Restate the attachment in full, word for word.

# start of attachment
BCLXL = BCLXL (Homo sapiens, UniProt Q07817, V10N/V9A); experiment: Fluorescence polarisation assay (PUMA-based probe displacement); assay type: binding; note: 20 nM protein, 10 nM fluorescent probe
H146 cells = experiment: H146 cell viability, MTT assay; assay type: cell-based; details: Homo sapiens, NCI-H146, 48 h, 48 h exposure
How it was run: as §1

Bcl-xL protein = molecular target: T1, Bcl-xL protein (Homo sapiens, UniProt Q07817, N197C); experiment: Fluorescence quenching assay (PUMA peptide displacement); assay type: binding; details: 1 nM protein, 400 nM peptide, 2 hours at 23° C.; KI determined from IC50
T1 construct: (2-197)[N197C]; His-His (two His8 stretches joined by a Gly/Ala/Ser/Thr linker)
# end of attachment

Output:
BCLXL = BCLXL (Homo sapiens, UniProt Q07817, V10N/V9A); experiment: Fluorescence polarisation assay (PUMA-based probe displacement); assay type: binding; note: 20 nM protein, 10 nM fluorescent probe
H146 cells = experiment: H146 cell viability, MTT assay; assay type: cell-based; details: Homo sapiens, NCI-H146, 48 h, 48 h exposure
How it was run: as §1

Bcl-xL protein = molecular target: T1, Bcl-xL protein (Homo sapiens, UniProt Q07817, N197C); experiment: Fluorescence quenching assay (PUMA peptide displacement); assay type: binding; details: 1 nM protein, 400 nM peptide, 2 hours at 23° C.; KI determined from IC50
T1 construct: (2-197)[N197C]; His-His (two His8 stretches joined by a Gly/Ala/Ser/Thr linker)